Tiger Woods’ Hall of Fame donations highlight major wins and little-known moments
December 03, 2021
By Sean Martin , PGATOUR.COM
Tiger Woods' best shots of the decade: 2010-19
ST. AUGUSTINE, Fla. – The pre-teen was beating kids his own age so handily that the head pro asked if he wanted to move back to a longer set of tees to play against the older boys.
“No. There will be plenty of time for that later,” the phenom replied.
It was a sign of patience, that he was in no rush to skip ahead or bypass a level of competition. He wanted to prove himself at each level before progressing to the next. And that he did, dominating over the decades in one of the greatest careers that golf has ever seen. That kid was Tiger Woods, and this anecdote is an early example of the mental strength that helped him compile an incomparable resume, one that will soon be enshrined in the World Golf Hall of Fame.
Woods is a member of the 2022 induction class that also includes former PGA TOUR Commissioner Tim Finchem; three-time U.S. Women’s Open champion Susie Maxwell Berning and former U.S. Women’s Amateur champion Marion Hollins, who also is credited with hiring Alister Mackenzie to build two of his Northern California gems, Cypress Point and Pasatiempo.
Their Hall of Fame induction will take place March 9 at the PGA TOUR’s headquarters in Ponte Vedra Beach, Florida. Memorabilia from the incredible careers of each inductee is now being displayed at the World Golf Hall of Fame.
Berning’s collection includes the $5 putter she used for the final 36 holes of her victory in the 1973 U.S. Women’s Open and her custom 3USOPEN license plate that commemorated her three wins in her national championship.Susie Maxwell Berning’s collection includes the $5 putter she used for the final 36 holes of her victory in the 1973 U.S. Women’s Open. (PGA TOUR)
There’s Hollins’ locker key from Pasatiempo (numbered 1, of course), a copy of Pasatiempo’s original bylaws and a bronzed scorecard from the course’s opening-day exhibition on Sept. 8, 1929, which Bobby Jones won with a 75. Finchem donated everything from a knife set given to him at the 2004 Ryder Cup to signed letters from presidents and golf legends like Jack Nicklaus.
Woods contributed dozens of items, dating back to his earliest days. Visitors will recognize many of them. There are trophies from his wins in all four majors – three from 2000, including record-setting U.S. Open and Open Championship victories, and his 1997 Masters trophy – as well as the 2019 ZOZO CHAMPIONSHIP, where he tied Sam Snead’s PGA TOUR wins record. The red mock turtleneck that Woods wore during his win at the 2019 Masters and his credential from that week now reside at the World Golf Hall of Fame, as well, along with several clubs and items of clothings.
Some of the oldest items are the most interesting, though. Woods’ life has been well-documented, but some of this memorabilia is from a time before he became a worldwide celebrity. These items shed light on little-known stories about his life. After all his success, it’s amazing that much of this memorabilia wasn't discarded years ago.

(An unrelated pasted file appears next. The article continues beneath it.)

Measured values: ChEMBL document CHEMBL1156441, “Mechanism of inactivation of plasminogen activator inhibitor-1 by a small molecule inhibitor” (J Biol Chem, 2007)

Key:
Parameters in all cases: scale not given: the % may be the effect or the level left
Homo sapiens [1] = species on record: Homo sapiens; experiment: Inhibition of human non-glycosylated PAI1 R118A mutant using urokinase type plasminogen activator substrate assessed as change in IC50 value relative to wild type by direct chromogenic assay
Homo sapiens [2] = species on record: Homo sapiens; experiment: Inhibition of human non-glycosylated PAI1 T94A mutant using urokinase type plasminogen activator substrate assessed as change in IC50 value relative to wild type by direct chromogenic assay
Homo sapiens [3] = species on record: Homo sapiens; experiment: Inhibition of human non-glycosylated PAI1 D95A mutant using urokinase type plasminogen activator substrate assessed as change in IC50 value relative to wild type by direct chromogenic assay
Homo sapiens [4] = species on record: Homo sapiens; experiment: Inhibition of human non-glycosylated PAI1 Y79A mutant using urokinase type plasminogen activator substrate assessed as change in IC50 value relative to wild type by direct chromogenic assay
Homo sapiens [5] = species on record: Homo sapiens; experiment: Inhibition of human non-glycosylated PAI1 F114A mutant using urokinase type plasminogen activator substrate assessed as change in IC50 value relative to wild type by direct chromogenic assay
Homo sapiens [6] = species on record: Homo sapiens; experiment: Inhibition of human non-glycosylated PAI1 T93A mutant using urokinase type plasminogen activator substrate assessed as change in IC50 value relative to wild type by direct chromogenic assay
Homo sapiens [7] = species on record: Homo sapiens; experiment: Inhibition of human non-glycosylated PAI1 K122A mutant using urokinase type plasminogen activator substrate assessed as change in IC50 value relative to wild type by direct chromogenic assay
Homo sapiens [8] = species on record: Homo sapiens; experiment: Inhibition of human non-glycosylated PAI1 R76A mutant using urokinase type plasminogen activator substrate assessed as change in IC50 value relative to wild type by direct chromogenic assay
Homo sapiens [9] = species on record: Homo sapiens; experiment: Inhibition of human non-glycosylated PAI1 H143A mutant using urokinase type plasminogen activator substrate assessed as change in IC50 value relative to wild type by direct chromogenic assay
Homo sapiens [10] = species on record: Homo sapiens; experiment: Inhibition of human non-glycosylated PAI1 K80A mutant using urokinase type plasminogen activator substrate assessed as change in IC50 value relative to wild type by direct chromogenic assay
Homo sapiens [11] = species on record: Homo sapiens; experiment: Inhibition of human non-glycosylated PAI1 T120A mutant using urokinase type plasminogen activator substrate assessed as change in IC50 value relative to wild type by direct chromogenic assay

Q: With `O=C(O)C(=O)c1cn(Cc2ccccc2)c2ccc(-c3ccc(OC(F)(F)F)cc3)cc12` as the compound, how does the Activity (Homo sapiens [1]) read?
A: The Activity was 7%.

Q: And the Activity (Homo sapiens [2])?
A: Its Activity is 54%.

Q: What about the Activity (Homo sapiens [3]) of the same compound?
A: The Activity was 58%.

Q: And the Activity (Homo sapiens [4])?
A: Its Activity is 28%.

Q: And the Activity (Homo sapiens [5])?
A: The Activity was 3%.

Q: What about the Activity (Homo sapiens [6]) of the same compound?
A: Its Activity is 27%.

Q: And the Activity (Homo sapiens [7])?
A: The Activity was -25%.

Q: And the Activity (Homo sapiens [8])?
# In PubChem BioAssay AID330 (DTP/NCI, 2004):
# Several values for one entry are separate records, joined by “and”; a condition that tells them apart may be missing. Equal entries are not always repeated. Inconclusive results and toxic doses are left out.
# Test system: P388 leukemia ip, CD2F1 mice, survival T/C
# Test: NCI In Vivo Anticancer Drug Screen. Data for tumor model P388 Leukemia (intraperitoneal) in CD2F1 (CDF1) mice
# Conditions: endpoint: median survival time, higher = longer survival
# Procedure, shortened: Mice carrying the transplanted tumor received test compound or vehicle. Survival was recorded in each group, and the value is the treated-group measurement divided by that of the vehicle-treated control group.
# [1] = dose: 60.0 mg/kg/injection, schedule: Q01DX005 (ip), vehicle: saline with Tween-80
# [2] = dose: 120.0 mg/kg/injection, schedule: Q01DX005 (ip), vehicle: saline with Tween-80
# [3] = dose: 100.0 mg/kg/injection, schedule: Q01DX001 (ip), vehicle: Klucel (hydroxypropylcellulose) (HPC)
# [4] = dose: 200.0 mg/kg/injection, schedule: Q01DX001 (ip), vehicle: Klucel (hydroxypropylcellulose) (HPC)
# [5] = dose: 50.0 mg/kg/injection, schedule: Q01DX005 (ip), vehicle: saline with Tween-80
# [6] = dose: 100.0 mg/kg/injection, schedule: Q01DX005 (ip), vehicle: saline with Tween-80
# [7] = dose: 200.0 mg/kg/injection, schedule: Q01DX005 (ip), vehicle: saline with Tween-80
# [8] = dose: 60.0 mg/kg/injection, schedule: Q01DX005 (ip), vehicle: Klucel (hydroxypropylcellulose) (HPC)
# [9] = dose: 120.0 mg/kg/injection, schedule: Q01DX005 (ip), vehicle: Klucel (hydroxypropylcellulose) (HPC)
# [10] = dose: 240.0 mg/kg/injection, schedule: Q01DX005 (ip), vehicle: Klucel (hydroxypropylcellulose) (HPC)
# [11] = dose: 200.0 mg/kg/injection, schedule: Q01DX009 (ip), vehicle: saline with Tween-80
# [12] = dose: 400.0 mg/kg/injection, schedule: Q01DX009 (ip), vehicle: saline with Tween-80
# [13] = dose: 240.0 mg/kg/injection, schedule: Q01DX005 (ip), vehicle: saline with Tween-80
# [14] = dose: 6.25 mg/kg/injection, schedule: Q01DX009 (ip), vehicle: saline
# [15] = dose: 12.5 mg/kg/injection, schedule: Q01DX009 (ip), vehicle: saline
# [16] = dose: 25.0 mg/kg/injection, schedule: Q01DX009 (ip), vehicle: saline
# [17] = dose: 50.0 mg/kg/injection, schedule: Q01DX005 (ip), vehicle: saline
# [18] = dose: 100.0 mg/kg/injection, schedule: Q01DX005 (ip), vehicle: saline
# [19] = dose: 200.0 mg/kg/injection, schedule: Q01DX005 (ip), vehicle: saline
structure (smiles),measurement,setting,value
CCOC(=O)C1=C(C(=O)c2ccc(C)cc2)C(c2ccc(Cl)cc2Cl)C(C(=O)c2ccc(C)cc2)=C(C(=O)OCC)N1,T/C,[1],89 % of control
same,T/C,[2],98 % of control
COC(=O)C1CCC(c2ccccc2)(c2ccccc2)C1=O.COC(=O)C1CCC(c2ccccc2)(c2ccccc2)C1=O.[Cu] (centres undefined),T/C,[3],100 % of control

Among the surprising items now at the World Golf Hall of Fame is a photo from the pro-am of the 1996 Greater Milwaukee Open, signed by both Woods and fellow TOUR player Duffy Waldorf. The everyday amateurs who were paired with Waldorf that Wednesday were treated to a second pro in their group, one who was just days removed from his own amateur career.1996 Greater Milwaukee Open plaque, signed by both Woods and fellow TOUR player Duffy Waldorf (PGA TOUR)
Woods’ MVP award from the 1992 Western High School golf team and a plaque commemorating his first hole-in-one, at age 6, also are at the Hall of Fame after being stored for decades, along with the blue carry bag awarded to Woods after winning his age group at the Yorba Linda Junior Invitational. For a second consecutive year, he’d eschewed the opportunity to compete from the longer tees for the overall title. He was content to win the 12-13 age group for another year.
“That was an example of his maturity. It was almost, to an extent, wisdom – 12-year-old wisdom – if there is such a thing,” said Yorba Linda Country Club’s head pro, Tom Sargent, about Woods declining his offer to play from the longer tees.'Hole in one' plaque give to Tiger Woods. (PGA TOUR)
Sargent first noticed Woods a few years earlier, and tipped off two of the country’s top college coaches, Stanford’s Wally Goodwin and UNLV’s Dwaine Knight, about Southern California’s rising star.
“You’d better put this kid in your computer banks,” Sargent said in John Strege’s book, “Tiger.”
Inspired by Sargent’s tip, and Woods’ appearance in Sports Illustrated’s “Faces In the Crowd” section, Goodwin sent Woods his first recruiting letter, when he was still just 13 years old.
“Dear Tiger,” the letter read. “Here at Stanford I am finding that it is never too early to get the word out to you exceptional young men concerning what it will take a few years down the road in terms of application to Stanford. If excellence in not only golf but also in the academic and business world is among your lofty goals, then listen to what I have to say to you.
“I am looking for a few tough kids,” Goodwin wrote toward the end of the letter. “Winners!”
He got one in Woods, whose incredible career is being immortalized in the World Golf Hall of Fame.Goodwin sent Woods his first recruiting letter, when he was still just 13 years old. (PGA TOUR)